With the first semi-final now defined as being an all-Swiss showdown between Federer and Wawrinka, Federer’s quarterfinal demonstrated that the (former?) King of Tennis is back in form. His demolition of Zverev was a clear show of his rehabilitation from the noticable six-month rest and recuperation. Wawrinka’s quadrant of the draw is interesting given my faith and expectation that both he and Tsonga were the real contenders of this branch was 100% accurate. Should Wawrinka best his countryman in the first semi-final, then he should win the tournament. Let us not forget that Wawrinka has previously claimed the Australian Open crown once.

Today’s quarterfinals – Nadal vs Raonic and Goffin vs Dimitrov will be interesting battles each in their own right. Similar to the Wawrinka and Tsonga consistency and “reliability”, I maintain my confidence that Nadal will become the third semi-finalist. As to who the last semi-finalist will be, to face Nadal, originally that should have been the champ Djokovic. I suspect David Goffin will get to face the Spaniard but is unlikely to cause the final potential upset to beat Nadal. In this way, I expect the final quarterfinal to be won by Goffin, at the expense and loss by Dimitrov.

AusOpen 2017 Impact on Rankings

Grand Slam Points

Firstly, before reviewing the impact of results on the ATP rankings. a quick reminder and refresher for us on the points system utilised:

  1. Winning a grand slam attains 2000 points (currently being “defended” by #2 Djokovic)
  2. Being the runner-up results in 1200 points (Andy Murray)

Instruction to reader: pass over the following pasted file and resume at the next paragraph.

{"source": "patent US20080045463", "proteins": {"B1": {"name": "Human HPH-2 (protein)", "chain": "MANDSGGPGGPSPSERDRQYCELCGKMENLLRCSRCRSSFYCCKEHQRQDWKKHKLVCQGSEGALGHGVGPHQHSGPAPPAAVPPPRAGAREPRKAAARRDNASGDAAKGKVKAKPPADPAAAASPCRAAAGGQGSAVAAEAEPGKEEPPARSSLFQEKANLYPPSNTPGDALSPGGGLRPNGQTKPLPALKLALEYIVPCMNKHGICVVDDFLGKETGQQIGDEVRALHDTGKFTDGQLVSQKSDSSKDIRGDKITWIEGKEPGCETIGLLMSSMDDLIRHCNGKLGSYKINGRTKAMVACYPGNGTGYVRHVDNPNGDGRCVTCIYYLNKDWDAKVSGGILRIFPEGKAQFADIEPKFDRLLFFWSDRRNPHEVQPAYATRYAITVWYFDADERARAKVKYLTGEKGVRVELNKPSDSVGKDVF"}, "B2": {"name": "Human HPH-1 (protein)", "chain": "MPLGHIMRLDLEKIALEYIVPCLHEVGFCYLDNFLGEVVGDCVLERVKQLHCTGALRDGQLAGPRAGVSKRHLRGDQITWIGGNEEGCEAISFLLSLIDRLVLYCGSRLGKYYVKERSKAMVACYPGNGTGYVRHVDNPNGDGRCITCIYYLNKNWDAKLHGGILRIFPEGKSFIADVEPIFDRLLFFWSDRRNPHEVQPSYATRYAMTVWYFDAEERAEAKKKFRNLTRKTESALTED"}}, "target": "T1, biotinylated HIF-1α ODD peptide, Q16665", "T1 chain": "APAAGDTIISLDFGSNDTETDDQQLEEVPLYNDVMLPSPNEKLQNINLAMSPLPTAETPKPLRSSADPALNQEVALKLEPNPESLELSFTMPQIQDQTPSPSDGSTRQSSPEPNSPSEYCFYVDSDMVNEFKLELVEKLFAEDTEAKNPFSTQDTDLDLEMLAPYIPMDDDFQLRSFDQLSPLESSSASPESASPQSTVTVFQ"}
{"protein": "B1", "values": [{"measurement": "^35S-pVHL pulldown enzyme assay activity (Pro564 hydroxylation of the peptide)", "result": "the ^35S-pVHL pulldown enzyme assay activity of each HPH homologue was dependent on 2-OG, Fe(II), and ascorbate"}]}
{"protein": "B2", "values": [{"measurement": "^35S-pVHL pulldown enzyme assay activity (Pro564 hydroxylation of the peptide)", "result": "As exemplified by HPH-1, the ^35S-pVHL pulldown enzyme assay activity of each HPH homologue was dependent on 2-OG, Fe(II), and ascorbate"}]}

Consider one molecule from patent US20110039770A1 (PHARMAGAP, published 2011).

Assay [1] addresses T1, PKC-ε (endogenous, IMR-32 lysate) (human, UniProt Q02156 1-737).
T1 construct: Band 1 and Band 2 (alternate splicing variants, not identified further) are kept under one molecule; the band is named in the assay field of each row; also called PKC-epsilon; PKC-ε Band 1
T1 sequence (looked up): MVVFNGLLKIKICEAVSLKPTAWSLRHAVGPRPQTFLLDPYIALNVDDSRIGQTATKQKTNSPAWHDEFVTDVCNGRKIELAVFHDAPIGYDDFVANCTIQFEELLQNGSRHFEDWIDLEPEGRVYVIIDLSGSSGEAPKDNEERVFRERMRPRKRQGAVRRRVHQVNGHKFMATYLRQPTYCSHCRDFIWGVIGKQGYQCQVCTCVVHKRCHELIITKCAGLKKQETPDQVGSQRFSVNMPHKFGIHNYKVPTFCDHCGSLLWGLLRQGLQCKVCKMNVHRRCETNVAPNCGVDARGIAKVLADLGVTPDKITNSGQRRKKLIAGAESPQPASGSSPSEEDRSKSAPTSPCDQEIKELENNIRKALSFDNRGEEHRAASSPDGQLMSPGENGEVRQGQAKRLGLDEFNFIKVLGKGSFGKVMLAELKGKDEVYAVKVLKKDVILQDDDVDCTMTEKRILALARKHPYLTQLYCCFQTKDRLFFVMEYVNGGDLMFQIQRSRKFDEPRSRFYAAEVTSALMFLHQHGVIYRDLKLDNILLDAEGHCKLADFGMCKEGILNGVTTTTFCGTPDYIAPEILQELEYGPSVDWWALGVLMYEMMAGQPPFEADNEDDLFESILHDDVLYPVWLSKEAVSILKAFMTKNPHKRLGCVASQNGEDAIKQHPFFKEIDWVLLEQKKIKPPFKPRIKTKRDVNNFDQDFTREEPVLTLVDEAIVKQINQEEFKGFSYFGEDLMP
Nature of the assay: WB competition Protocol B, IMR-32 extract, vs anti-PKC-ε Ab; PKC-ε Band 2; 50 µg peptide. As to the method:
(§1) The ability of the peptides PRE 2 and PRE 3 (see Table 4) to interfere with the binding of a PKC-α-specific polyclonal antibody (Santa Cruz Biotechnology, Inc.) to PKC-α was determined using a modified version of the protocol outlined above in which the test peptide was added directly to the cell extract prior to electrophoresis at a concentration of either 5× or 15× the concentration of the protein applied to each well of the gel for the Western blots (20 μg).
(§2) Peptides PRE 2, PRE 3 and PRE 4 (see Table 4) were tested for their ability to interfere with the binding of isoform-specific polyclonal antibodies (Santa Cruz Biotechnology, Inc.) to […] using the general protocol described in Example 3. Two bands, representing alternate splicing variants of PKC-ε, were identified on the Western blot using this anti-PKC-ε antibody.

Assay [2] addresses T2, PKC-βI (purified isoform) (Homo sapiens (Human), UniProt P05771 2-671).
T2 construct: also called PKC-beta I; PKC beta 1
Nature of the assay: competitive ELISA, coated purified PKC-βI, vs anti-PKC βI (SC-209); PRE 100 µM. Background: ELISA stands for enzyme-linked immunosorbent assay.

3. Semi-finalists win 720 points (Roger Federer and Milos Raonic)
  4. Quarter-finalists win 360 points (Kei Nishikori, Gael Monfils, Romas Berdych & David Ferrer)
  5. Round 4 – 180 points (Stan Wawrinka, David Goffin, Jo-Wilfred Tsonga, Roberto Bautista Agut, John Isner, Giles Simon, Bernand Tomic, Andrey Kuznetsov
  6. Round 3 – 90 points
  7. Round 2 – 45 points
  8. Round 1 – 10 points

#1 Rank/Top 2 Seeds

Going into the Australian Open 2017 tournament, the current World #1 is Sir Andy Murray, who has held the ranking for 11 weeks since 7 November 2016. Whilst #1, a mere 780 points separates him from World #2 and the 2016 defending Australian Open champion Novak Djokovic. Should my prediction of a Djokovic win with Murray runner-up play out, the status quo for the two players and their respective ranks will be the outcome.

In order for the ranks of our two premiere players to swap, Djokovic would have to win, and Murray would have needed to lose in or before the semi-final. As at Day #8, with the completion of Round 4 underway today, both the 2016 Champion and Runner-Up in Djokovic and Murray respectively, are out of the tournament. Given their Round 2 and Round 3 exits, the outcome is locked in: